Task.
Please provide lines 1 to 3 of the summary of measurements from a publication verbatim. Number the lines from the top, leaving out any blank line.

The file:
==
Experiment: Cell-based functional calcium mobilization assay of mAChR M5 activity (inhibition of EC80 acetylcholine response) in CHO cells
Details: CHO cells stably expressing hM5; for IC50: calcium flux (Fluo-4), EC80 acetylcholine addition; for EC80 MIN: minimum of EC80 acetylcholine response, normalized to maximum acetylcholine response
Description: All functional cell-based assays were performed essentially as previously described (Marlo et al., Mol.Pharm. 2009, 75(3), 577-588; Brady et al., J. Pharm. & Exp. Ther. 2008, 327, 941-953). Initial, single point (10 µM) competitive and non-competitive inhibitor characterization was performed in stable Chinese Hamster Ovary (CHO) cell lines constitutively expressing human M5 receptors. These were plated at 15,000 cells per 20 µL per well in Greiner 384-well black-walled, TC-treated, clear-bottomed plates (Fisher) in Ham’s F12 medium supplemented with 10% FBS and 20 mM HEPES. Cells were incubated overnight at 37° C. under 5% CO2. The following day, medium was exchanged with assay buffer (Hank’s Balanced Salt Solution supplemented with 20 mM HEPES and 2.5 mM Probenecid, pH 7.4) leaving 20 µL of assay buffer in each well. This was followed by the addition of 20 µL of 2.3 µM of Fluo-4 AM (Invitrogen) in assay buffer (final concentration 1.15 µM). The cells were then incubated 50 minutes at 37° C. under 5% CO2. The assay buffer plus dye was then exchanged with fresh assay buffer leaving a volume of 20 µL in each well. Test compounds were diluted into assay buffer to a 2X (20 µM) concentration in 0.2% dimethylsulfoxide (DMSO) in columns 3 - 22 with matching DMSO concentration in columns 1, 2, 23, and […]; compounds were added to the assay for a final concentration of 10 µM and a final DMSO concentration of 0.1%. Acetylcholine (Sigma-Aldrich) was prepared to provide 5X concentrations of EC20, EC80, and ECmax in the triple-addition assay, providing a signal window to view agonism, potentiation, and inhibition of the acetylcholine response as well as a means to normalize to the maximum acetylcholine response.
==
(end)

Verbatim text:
Experiment: Cell-based functional calcium mobilization assay of mAChR M5 activity (inhibition of EC80 acetylcholine response) in CHO cells
Details: CHO cells stably expressing hM5; for IC50: calcium flux (Fluo-4), EC80 acetylcholine addition; for EC80 MIN: minimum of EC80 acetylcholine response, normalized to maximum acetylcholine response
Description: All functional cell-based assays were performed essentially as previously described (Marlo et al., Mol.Pharm. 2009, 75(3), 577-588; Brady et al., J. Pharm. & Exp. Ther. 2008, 327, 941-953). Initial, single point (10 µM) competitive and non-competitive inhibitor characterization was performed in stable Chinese Hamster Ovary (CHO) cell lines constitutively expressing human M5 receptors. These were plated at 15,000 cells per 20 µL per well in Greiner 384-well black-walled, TC-treated, clear-bottomed plates (Fisher) in Ham’s F12 medium supplemented with 10% FBS and 20 mM HEPES. Cells were incubated overnight at 37° C. under 5% CO2. The following day, medium was exchanged with assay buffer (Hank’s Balanced Salt Solution supplemented with 20 mM HEPES and 2.5 mM Probenecid, pH 7.4) leaving 20 µL of assay buffer in each well. This was followed by the addition of 20 µL of 2.3 µM of Fluo-4 AM (Invitrogen) in assay buffer (final concentration 1.15 µM). The cells were then incubated 50 minutes at 37° C. under 5% CO2. The assay buffer plus dye was then exchanged with fresh assay buffer leaving a volume of 20 µL in each well. Test compounds were diluted into assay buffer to a 2X (20 µM) concentration in 0.2% dimethylsulfoxide (DMSO) in columns 3 - 22 with matching DMSO concentration in columns 1, 2, 23, and […]; compounds were added to the assay for a final concentration of 10 µM and a final DMSO concentration of 0.1%. Acetylcholine (Sigma-Aldrich) was prepared to provide 5X concentrations of EC20, EC80, and ECmax in the triple-addition assay, providing a signal window to view agonism, potentiation, and inhibition of the acetylcholine response as well as a means to normalize to the maximum acetylcholine response.